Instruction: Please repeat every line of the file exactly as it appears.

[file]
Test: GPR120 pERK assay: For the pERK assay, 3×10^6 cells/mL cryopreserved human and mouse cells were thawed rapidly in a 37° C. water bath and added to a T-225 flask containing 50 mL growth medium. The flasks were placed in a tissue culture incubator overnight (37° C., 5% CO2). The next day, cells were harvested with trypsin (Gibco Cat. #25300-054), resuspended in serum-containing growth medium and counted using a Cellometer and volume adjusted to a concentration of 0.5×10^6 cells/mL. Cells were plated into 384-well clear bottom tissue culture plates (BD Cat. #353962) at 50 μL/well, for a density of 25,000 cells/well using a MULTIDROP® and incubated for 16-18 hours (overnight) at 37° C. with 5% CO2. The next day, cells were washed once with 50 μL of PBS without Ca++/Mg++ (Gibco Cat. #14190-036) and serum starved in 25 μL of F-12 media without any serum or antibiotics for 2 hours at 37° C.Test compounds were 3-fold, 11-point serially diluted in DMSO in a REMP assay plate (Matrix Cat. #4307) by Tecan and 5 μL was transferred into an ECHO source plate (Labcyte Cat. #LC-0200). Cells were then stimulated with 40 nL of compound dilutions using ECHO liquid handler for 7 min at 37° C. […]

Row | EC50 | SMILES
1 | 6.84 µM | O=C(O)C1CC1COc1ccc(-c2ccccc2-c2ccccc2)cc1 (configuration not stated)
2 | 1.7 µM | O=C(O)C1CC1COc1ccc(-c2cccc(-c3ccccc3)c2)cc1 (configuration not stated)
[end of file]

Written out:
Test: GPR120 pERK assay: For the pERK assay, 3×10^6 cells/mL cryopreserved human and mouse cells were thawed rapidly in a 37° C. water bath and added to a T-225 flask containing 50 mL growth medium. The flasks were placed in a tissue culture incubator overnight (37° C., 5% CO2). The next day, cells were harvested with trypsin (Gibco Cat. #25300-054), resuspended in serum-containing growth medium and counted using a Cellometer and volume adjusted to a concentration of 0.5×10^6 cells/mL. Cells were plated into 384-well clear bottom tissue culture plates (BD Cat. #353962) at 50 μL/well, for a density of 25,000 cells/well using a MULTIDROP® and incubated for 16-18 hours (overnight) at 37° C. with 5% CO2. The next day, cells were washed once with 50 μL of PBS without Ca++/Mg++ (Gibco Cat. #14190-036) and serum starved in 25 μL of F-12 media without any serum or antibiotics for 2 hours at 37° C.Test compounds were 3-fold, 11-point serially diluted in DMSO in a REMP assay plate (Matrix Cat. #4307) by Tecan and 5 μL was transferred into an ECHO source plate (Labcyte Cat. #LC-0200). Cells were then stimulated with 40 nL of compound dilutions using ECHO liquid handler for 7 min at 37° C. […]

Row | EC50 | SMILES
1 | 6.84 µM | O=C(O)C1CC1COc1ccc(-c2ccccc2-c2ccccc2)cc1 (configuration not stated)
2 | 1.7 µM | O=C(O)C1CC1COc1ccc(-c2cccc(-c3ccccc3)c2)cc1 (configuration not stated)